Yes, there were stops and starts to the NTT INDYCAR SERIES’ inaugural Big Machine Music City Grand Prix, but the drivers were enthusiastically in support of this event in Nashville, Tennessee, following the 80-lap race.
“We probably had a few too many yellows for what we would have wanted to put on a good show for everyone here, but the crowd in Nashville, unbelievable,” said third-place finisher James Hinchcliffe, driver of the No. 29 #ShiftToGreen Honda of Andretti Steinbrenner Autosport.
“You’d think this race had been going on for years. It’s like a Long Beach, like a Toronto, like a St. Pete in Year 1. Excited to come back.”
Scott Dixon, who finished second in the No. 9 PNC Bank Grow Up Great Honda of Chip Ganassi Racing, said it was amazing to see the throng of people surrounding most of the 11-turn, 2.17-mile temporary street circuit at the edge of the city’s downtown. Dixon took particular notice of the crowd’s enthusiasm during the parade lap.
“Seeing so many people here,” he said of the fanfare. “That’s what fired me up, and I think what really made the event.
“Big congrats to everybody involved with putting this race on. It was a killer event. (We were) doing a lot of (promotional) stuff and just (being) around the paddock seeing so many people. This is what INDYCAR races are about.”
Race winner Marcus Ericsson (No. 8 Bryant Honda of Chip Ganassi Racing) said he was surprised how much he enjoyed driving on the circuit. He acknowledged it was challenging, but quality drivers appreciate that in a venue.
“I think everyone has been pleased with how much fun it is,” he said, noting the amount of elevation changes also was a pleasant surprise.
Bourdais: ‘Cars Stopping in Front of Me’
Understandably, Sebastien Bourdais has had enough of pack-ups on restarts, and for the second time this season, his race ended with one. This time, his Nashville race ended on Lap 5 with the front of Ericsson’s car running over the back of his No. 14 ROKiT/AJ Foyt Racing Chevrolet.
“There was a massive acceleration, everybody trying to pack up – I don’t know why,” Bourdais said. “It seems like we always have that massive acceleration leading to starts and restarts, which obviously if you get your eyes off or you’re not focused or something you can get caught out real easy. That’s exactly what happened again.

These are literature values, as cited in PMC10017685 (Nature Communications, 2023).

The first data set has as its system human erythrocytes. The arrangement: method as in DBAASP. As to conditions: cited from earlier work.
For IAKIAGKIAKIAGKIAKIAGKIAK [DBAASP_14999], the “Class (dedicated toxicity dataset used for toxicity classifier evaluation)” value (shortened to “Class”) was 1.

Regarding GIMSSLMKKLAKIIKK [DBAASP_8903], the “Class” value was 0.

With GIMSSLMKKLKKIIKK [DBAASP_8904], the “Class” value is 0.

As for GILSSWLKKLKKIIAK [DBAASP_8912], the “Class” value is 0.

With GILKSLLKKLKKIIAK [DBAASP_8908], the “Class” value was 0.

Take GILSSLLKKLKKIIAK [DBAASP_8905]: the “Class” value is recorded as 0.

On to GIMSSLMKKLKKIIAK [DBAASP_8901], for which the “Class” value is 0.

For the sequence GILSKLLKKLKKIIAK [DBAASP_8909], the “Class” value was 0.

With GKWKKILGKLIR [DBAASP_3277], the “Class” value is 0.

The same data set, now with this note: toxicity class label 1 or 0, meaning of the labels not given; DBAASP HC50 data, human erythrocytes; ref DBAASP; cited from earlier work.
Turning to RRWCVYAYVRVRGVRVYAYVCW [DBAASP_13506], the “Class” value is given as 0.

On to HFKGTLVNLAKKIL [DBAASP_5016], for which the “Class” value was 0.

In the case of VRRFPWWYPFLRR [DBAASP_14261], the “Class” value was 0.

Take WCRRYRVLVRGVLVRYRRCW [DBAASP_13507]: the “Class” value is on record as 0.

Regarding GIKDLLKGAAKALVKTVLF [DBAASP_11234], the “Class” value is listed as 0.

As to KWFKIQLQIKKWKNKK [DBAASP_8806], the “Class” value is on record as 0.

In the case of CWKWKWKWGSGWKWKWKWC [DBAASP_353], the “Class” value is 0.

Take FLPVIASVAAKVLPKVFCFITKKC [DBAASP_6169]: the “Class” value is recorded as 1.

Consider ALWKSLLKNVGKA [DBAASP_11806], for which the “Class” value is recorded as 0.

“Everybody was trying to catch up, catch up, catch up -- we caught the tail of the back and then all of a sudden it goes like first, second gear speed and obviously (he) obviously flew over our car.
“Yeah, I stopped because the cars were stopping in front of me.”
Bourdais was knocked out of both races at Texas Motor Speedway at the start of May, the second in a multi-car crash coming to the green flag in the second race.
“I don’t look in the rear-view mirror, but we could definitely use things going our way,” he said. “We don’t need any of (this).”
Said Ericsson of this incident, for which he was assessed a stop-and-go penalty for avoidable contact: “I want to apologize to Seb there at the start (in) the accident. I thought it was green, and I went. I couldn’t see that he stopped. I’m really sorry for that.”
Interestingly, Ericsson said his goal after his car landed was to deliver “a solid top-15” finish. “That was sort of my game plan,” he said. He credited the team with great strategy, so many caution periods, some luck “and then we delivered when we had to.”
Johnson Disappointed but Undeterred
The results won’t reflect it, but there were times during the weekend when Jimmie Johnson’s first-year INDYCAR progress was on full display.
Yes, seven-time NASCAR Cup Series champion Johnson hit the wall in qualifying and did so again in the Sunday morning warm-up practice session, but his No. 48 Carvana Honda of Chip Ganassi Racing got hit from behind in the 12-car parking lot on Lap 20 when Team Penske drivers Simon Pagenaud and Will Power got together. Officially, Johnson’s car was disqualified when the crew was deemed to have worked to repair his car during a red-flag period.